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So Many Belts!

If you are new to gun belts, or are thinking of upgrading your current setup, you may have researched belts on YouTube, Amazon, or the Internet, only to find there are too many options. Whatever you choose, the downside is your current or future attachments may not work as you expect on your new belt, and you may be forced to buy either new clips or all new attachments.

So before you buy a new belt, let’s review the three different kinds of gun belts on the market today: EDC, Tactical, and Battle Belts. We will also compare them to what the Military and Law Enforcement employ every day, under extreme punishment.


We already covered EDC belts in another post, Belts: EDC v. Tactical, but a few points are worth repeating here. EDC belts are made to fit like normal belts, using your 1.5” belt loop. They should be much more sturdy versions of a normal belt, because they will be supporting a heavy load and stress from your gun and holster(s).

The best EDC belts have multiple layers of nylon, we also recommend you look at real leather belts. The ones with laminated layers of vinyl, made to look like leather, will not work. Real leather will tend to curl over time, but it also won't really impact rigidity. A sturdy nylon belt will tend to hold its shape longer. The only downside is most nylon EDC belts have a buckle that is too big to fit through your loops. I prefer real leather, they can cost around $100, but I also make them myself, and nothing beats a belt that lasts 50 years.

Most cops or active military don’t employ EDC type belts for their gear. EDC belts are mostly a civilian thing.


We spend a lot of time on this site talking about Tactical belts because they are the most complex to setup and biggest opportunity for you to waste a lot of money. And there are so few standards. It seems like every manufacturer wants to corner the market with their own twist on Tactical. Fact is, it just makes it harder for you to find the best quality setup for your investment.

Tactical belts typically employ micro Molle, not built to the PALS (Pouch Attachment Ladder System) spec, and generally come in 2 widths: 2” and 1.75”. The most expensive brands sell 1.75” belts, but we are not big fans of these belts, mainly because they make it not only difficult to effectively attach holsters and pouches, but because the width of your Tactical belt matters. That additional 1/4” may not seem like a major size difference, but given the pitfalls of attaching holsters and pouches, it’s not worth the hassle and extra expense.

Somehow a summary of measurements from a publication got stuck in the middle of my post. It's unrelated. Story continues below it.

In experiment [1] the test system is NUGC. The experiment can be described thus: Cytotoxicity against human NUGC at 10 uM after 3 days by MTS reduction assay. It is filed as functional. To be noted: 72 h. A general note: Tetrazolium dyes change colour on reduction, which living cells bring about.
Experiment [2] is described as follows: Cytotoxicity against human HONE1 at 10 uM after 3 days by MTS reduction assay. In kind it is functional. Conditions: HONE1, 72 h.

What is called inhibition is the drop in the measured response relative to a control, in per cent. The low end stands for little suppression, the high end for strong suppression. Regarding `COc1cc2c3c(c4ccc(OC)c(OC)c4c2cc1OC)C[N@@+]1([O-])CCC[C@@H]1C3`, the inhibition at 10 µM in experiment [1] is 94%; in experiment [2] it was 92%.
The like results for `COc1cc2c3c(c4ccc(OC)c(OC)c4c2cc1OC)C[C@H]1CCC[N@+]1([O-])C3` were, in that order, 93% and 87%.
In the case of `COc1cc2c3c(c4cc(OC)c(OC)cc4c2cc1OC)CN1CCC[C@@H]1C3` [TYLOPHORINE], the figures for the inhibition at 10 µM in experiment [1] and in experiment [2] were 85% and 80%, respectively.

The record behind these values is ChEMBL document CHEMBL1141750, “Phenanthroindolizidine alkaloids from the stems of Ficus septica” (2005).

And though most Tactical Belts will advertise Molle compatibility, you would assume any Molle attachment would work on them right? They don't. Molle is a derivative of the PALS system, and it is employed in a lot of different ways. Most belt manufacturers say they support Molle, but really only Battle belts are wide enough to employ the true PALS spec. In other words, Molle is good, but you need to know your measurements if you are going to attach holsters and pouches to it effectively.

Most Cops, Security, etc. use Tactical belts, although typically they are referred to as Duty belts. Many active Military also employ Tactical belts. The size is perfect for the bending, crouching, and sitting in vehicles, which is major requirement for professional Law of Military enforcement.


Battle belts are usually built to the PALS spec, which is at least 2-1” horizontal straps separated by 1.5”. This allows the Molle clip to both weave through the straps and secure the attachment so it does not slide or rise-up and down on your belt. Adhering to the PALS spec is why Battle belts are so wide.

If you install Molle attachments to a Molle capable Tactical belt, you need to weave the Molle from the attachment through the Molle of the belt. if you are employing a belt clip, ensure the loop is the same size as the belt.

Battle belts are typically constructed of 2 parts, an inner belt that provides retention and an outer liner designed to hold your attachments. Unfortunately, many of these inner belts - we are not referring to a Velcro belt liner that installs inside your belt loops - are weak, like an inexpensive EDC belt. You can usually install any EDC type belt inside the outer liner of a Battle belt, but be aware, outer liners do not provide much rigidity either. They are typically 3.5-5” wide, and are made to give when you sit or bend.

Battle belts are not really good for the Range or a Hard Trainer, they are simply overkill. They may look Tactical and all, but most Cops don’t use them, and though many active Military still do, their popularity has been diminished over the years due to improvements in Tactical belt design and Molle compatibility.


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